SEP candidate D’Artagnan Collier speaks to Wayne State students in Detroit
22 October 2010
On October 20, D’Artagnan Collier, Socialist Equality Party candidate for the Michigan House of Representatives in the 9th District, spoke to history students at Wayne State University in Detroit to outline the policies of his campaign.
Students attending the class, titled “Science, Technology and War,” listened attentively to the presentation by the socialist candidate. A lively discussion followed.
“We are running to provide a conscious expression to the strivings of the working class to oppose the spread of unemployment, poverty and war,” said Collier. “There are no individual solutions to these problems. The working class requires a new orientation and strategy. It has to break with the Democratic Party and build a new mass political party fighting for social equality.”
Collier explained that the present economic crisis was not a temporary downturn, but represented a systemic crisis of the capitalist system. The ruling class responded to the crisis on Wall Street by making available trillions of dollars to bail out the very banks responsible for the economic disaster. Now the Republicans and Democrats agree that the working class must pay for this bailout.
“The Great Depression of the 1930s led to the rise of fascism and war,” said Collier. Unlike the 1930s, “The United States is the largest debtor country. It does not have the resources to provide another New Deal. The policies of the Obama administration are to keep unemployment high and wages low. Meanwhile, nothing has been done to halt home foreclosures, mass unemployment and the spread of poverty.”
The Obama administration, said Collier, was continuing the policies of the Bush administration of military aggression overseas; expanding the war in Afghanistan while threatening Iran and stoking up conflict with China.
“The working class is once again moving into struggle,” said Collier. He pointed to the ongoing strikes and protests by the working class in France and the growing strike wave in Europe. “You are beginning to see opposition by the American working class to the attempts to make them pay for the crisis of capitalism. In Indianapolis GM stamping plant workers have formed a rank-and-file committee to fight to defend their jobs and overturn a two-tier wage structure. In Detroit, symphony musicians are on strike.”
In the ensuing discussion, one student asked about the composition of the working class. Collier replied, “The events in France shatter the myth that the working class doesn’t exist.” He continued, “In the United States, the Democrats pushed identity politics based on race, gender and sexual orientation to deny the fundamental conflict in society between the working class and capitalists. While the composition of the working class has changed, the working class has grown both in the United States and internationally.”
Another student wanted to know how the working class could combat a system that had been “entrenched for centuries.” Collier replied, “The capitalist class is outnumbered.” He explained that in addition to the police it had to rely for its survival on the trade union bureaucracy and social-democratic parties, which promoted illusions that capitalism could be reformed. “Now those illusions are being shattered as workers are forced to take wage cuts and accept mass unemployment while companies make record profits,” he said.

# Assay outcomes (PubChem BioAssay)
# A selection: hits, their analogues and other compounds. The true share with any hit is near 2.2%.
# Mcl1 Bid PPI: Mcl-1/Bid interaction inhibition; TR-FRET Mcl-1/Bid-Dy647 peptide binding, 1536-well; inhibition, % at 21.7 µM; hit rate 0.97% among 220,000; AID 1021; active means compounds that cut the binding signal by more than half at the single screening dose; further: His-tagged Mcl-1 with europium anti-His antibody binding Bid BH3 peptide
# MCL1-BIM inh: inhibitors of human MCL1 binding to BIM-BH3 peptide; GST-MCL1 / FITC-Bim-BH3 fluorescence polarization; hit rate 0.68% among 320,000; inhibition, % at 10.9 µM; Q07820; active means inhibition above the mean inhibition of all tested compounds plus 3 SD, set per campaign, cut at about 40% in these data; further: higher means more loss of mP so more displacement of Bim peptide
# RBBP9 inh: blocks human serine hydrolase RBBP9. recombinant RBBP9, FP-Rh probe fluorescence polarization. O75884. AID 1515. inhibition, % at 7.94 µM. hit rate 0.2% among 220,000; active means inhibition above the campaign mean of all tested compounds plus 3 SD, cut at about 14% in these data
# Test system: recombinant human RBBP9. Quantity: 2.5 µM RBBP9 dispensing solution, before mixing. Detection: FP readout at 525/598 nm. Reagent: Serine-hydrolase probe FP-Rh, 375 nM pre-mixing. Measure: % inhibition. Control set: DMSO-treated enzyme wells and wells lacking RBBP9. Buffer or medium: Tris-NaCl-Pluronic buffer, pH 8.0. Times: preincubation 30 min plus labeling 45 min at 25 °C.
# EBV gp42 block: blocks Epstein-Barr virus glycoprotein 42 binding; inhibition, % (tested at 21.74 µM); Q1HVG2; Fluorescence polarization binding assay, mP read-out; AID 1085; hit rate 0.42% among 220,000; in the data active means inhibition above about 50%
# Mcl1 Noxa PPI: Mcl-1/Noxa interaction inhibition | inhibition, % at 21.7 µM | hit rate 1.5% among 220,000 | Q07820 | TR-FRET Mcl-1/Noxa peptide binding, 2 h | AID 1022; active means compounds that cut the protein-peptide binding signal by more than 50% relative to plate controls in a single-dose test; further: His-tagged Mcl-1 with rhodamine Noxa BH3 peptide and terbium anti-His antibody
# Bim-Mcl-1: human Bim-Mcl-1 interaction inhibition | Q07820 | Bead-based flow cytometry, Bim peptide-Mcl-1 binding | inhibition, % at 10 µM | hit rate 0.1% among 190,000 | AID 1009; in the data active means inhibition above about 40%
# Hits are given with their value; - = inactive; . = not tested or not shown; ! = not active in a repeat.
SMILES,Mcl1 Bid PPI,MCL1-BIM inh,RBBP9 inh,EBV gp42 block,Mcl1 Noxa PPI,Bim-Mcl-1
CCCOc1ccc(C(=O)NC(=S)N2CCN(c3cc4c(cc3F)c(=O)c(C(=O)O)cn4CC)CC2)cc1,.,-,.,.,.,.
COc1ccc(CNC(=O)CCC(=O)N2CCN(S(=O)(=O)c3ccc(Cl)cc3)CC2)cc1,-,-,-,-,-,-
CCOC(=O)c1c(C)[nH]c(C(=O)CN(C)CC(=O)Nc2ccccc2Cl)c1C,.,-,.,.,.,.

A student told Collier that his father had been a union organizer. He agreed that the unions no longer spoke in the interests of workers: “Now the unions have become very much like big business. It has gone from a movement for the worker to a movement lining its own pockets with cash.” He asked the socialist candidate to explain how that happened and how something similar could be prevented in the future.
“In the 1930s the CIO movement aligned itself with the Democratic Party and opposed the building of a labor party and rejected a struggle against capitalism,” Collier replied. “In the Cold War period the unions joined the anticommunist witch-hunt, purging socialist and militant workers who had played a decisive role in the struggles of the 1930s.”
Their response to the present economic crisis has been to join together with big business to drive down the living standards of the working class. Collier said the aim of the SEP was based on a fundamentally opposed perspective “to put an end to class society, to make the majority, the workers, the ruling class.”
In answer to a question posed about the SEP position on the wars in Iraq and Afghanistan, Collier replied, “We are for ending all the wars and removing all US troops from overseas. The victims of these wars should be fully compensated by the United States and massive resources devoted to rebuilding the countries that have been destroyed.”
Another student asked about the response to the SEP campaign. Collier said there had been an enthusiastic response to the formation of the Committee Against Utility Shutoffs (CAUS) and the exposure of the criminal role of energy monopoly DTE and the Democratic administration of Mayor Dave Bing for creating the conditions for the recent fire disaster in Detroit.
“The SEP rejected the claim by Bing that the fires that swept wide areas of the city on September 7 were a ‘natural disaster,’” he said, adding that the fires were the result of “budget-cutting by the city and the ruthless profit drive by DTE, which had neglected basic infrastructure while cutting off record numbers of homes from gas and electricity.”
Other questions dealt with the forced bankruptcy and government takeover of General Motors, the foreclosure crisis and the talk of cuts in Medicare and Social Security. The discussion continued until the end of the class period and a number of students expressed interest in the International Students for Social Equality and the SEP campaign.